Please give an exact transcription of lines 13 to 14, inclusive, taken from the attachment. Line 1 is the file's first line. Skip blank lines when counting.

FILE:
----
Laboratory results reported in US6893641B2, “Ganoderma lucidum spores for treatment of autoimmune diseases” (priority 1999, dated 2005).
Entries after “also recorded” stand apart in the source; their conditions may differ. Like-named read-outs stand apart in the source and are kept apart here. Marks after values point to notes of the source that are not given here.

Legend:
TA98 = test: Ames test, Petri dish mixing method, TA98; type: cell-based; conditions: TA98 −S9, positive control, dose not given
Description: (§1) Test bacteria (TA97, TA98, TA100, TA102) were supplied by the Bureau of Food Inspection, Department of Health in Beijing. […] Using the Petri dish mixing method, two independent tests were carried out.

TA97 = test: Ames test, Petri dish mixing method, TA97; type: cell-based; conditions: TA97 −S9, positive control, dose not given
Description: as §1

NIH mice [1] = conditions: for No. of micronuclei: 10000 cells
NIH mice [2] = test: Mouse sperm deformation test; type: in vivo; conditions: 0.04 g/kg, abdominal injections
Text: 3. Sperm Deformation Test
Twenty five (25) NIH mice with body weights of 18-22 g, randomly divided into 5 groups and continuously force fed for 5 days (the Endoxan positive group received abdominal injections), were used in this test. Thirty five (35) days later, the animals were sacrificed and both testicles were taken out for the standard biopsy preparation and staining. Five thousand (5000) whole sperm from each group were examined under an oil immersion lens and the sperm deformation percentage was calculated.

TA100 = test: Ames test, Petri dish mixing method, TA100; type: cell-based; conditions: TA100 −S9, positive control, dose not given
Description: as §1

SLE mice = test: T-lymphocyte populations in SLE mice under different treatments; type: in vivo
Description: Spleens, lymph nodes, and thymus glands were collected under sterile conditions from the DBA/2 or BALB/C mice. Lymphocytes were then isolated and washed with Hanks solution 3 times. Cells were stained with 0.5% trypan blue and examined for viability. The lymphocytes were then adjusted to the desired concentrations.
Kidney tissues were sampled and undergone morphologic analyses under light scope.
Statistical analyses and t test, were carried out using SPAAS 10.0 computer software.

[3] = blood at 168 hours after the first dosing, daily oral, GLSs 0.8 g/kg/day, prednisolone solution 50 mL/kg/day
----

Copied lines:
Description: as §1

SLE mice = test: T-lymphocyte populations in SLE mice under different treatments; type: in vivo